Administration wrong for labeling businesses

One old warning about totalitarian regimes cautions they can harm you solely because dictators and their lackeys don’t like the way you comb your hair. Here in the United States, we pride ourselves on being a nation of laws, not of people who abuse their power that way.

But it appears President Barack Obama’s administration has taken us a long step in the wrong direction.

A Justice Department initiative, “Operation Choke Point,” is hurting businesses that administration finds objectionable, such as gun dealers. Officials in the agency are well aware of that aspect of the operation.

A House of Representatives investigation notes Operation Choke Point is supposed to involve credit card fraud. As part of the campaign, Justice Department officials have investigated multiple banks and payment processors based solely on their clientele.

If a bank’s client is deemed a “high-risk” business, the financial institution comes under increased scrutiny by regulators. No one likes that, so some banks have stopped doing business with “high-risk” clients.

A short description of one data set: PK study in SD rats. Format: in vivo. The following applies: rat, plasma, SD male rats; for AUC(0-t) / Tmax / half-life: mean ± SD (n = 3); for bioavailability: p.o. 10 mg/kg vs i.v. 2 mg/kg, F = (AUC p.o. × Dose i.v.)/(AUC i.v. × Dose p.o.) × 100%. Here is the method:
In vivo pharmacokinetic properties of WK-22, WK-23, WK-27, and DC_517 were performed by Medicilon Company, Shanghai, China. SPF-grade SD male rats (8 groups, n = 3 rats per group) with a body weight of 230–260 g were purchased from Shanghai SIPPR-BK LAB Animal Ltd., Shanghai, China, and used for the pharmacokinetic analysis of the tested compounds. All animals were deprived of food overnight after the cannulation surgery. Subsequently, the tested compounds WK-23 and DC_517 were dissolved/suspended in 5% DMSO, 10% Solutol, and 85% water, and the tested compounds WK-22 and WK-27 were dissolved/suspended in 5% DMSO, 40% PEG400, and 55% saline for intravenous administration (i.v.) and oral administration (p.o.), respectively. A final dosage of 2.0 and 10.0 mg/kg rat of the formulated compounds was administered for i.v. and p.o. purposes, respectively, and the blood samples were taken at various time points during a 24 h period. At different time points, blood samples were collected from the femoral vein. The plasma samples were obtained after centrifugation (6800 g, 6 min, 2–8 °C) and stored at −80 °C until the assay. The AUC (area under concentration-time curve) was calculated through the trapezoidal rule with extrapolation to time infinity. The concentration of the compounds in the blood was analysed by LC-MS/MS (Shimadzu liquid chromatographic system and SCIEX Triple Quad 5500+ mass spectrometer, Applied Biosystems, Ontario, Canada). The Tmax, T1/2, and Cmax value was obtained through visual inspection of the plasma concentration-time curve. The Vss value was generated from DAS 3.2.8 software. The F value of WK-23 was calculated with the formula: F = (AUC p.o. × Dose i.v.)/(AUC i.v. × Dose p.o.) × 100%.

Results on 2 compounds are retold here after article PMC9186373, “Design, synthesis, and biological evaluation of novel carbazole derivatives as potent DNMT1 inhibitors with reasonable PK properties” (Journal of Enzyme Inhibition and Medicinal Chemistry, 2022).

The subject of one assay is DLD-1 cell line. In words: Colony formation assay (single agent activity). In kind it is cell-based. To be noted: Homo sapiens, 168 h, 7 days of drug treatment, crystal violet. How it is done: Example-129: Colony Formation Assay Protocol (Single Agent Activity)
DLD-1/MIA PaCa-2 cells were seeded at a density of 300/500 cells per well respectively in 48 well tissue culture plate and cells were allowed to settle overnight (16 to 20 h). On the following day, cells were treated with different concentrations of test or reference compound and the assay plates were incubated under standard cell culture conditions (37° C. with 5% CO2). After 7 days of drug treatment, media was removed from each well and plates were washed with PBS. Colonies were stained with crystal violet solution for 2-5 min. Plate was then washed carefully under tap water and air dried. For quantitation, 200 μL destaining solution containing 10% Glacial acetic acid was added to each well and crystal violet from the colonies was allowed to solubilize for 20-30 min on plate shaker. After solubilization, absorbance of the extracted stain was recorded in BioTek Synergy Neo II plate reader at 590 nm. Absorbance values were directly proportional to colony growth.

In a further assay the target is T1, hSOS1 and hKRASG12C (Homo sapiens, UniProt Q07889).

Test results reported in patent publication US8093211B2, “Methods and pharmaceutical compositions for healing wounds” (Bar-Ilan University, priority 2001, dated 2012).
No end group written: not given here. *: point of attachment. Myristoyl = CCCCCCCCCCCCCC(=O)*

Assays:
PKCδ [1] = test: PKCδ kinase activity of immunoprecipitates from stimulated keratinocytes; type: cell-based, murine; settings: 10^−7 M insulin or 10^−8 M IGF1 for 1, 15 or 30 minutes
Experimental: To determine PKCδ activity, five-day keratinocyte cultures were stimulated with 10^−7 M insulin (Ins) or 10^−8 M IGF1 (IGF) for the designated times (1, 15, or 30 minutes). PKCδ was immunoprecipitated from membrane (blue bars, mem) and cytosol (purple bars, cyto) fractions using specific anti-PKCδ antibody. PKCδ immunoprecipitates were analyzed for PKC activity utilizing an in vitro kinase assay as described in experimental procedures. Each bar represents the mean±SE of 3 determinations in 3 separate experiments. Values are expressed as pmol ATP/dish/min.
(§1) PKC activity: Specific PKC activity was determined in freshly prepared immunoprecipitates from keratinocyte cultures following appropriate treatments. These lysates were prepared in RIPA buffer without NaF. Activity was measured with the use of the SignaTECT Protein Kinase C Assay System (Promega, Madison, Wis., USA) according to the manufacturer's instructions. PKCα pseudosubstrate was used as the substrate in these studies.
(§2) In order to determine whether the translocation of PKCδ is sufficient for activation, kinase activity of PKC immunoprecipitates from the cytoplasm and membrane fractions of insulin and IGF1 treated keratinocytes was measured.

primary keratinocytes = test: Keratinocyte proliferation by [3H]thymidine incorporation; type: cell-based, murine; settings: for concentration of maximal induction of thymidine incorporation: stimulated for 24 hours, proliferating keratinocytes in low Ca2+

“High-risk” lists were compiled by the agency based on the type of business involved. Gun and ammunition dealers, as well as payday lenders, found themselves on the lists. That affected their relationships with banks and payment processors adversely.

It is no coincidence that such businesses, while perfectly legal, are disliked by the president and many in his administration. Operation Choke Point is one way for Obama and Attorney General Eric Holder to hurt them.

Meanwhile, of course, the administration is encouraging banks to deal with marijuana growers and sellers.

Labeling businesses as risky because you don’t like what they sell is wrong. Congress should put a stop to it.